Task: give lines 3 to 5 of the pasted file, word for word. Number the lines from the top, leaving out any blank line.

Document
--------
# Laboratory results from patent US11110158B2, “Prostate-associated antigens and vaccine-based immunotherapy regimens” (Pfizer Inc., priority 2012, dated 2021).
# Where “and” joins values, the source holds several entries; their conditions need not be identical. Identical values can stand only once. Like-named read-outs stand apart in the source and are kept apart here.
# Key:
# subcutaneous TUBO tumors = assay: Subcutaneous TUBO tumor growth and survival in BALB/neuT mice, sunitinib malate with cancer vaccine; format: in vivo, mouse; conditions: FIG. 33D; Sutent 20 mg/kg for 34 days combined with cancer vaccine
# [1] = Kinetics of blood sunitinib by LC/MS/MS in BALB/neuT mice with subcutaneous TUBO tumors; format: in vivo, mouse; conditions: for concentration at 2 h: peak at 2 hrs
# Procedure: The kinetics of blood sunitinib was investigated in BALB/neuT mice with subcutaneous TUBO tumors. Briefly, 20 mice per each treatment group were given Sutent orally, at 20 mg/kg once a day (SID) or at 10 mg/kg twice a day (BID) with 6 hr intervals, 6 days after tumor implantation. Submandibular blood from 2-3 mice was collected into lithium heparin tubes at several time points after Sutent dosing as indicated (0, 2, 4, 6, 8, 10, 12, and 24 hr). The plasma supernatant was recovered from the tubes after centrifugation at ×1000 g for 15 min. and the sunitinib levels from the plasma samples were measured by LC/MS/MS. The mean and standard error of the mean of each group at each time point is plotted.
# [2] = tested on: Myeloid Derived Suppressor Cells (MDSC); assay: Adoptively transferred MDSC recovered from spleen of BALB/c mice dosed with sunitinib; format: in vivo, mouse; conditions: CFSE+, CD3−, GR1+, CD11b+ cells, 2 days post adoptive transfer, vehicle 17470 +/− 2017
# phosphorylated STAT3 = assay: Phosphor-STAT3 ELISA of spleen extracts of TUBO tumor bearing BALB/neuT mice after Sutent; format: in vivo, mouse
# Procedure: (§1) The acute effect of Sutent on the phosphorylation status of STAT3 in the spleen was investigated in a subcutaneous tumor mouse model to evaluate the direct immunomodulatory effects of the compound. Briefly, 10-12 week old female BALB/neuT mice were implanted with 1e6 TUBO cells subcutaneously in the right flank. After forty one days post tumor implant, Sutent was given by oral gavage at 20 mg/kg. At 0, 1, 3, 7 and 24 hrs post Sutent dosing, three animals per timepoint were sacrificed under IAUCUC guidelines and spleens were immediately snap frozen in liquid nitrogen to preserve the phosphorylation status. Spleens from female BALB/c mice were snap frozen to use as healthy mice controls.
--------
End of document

# Key:
# subcutaneous TUBO tumors = assay: Subcutaneous TUBO tumor growth and survival in BALB/neuT mice, sunitinib malate with cancer vaccine; format: in vivo, mouse; conditions: FIG. 33D; Sutent 20 mg/kg for 34 days combined with cancer vaccine
# [1] = Kinetics of blood sunitinib by LC/MS/MS in BALB/neuT mice with subcutaneous TUBO tumors; format: in vivo, mouse; conditions: for concentration at 2 h: peak at 2 hrs